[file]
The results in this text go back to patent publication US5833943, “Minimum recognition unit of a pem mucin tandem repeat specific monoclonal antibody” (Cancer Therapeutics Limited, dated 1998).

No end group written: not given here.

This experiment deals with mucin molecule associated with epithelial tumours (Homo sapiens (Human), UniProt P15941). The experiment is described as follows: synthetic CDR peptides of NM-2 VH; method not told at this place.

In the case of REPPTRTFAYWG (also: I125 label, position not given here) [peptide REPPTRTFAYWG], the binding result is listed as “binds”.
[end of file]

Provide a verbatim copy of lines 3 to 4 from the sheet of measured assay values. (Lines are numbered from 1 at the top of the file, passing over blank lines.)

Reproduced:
This experiment deals with mucin molecule associated with epithelial tumours (Homo sapiens (Human), UniProt P15941). The experiment is described as follows: synthetic CDR peptides of NM-2 VH; method not told at this place.

In the case of REPPTRTFAYWG (also: I125 label, position not given here) [peptide REPPTRTFAYWG], the binding result is listed as “binds”.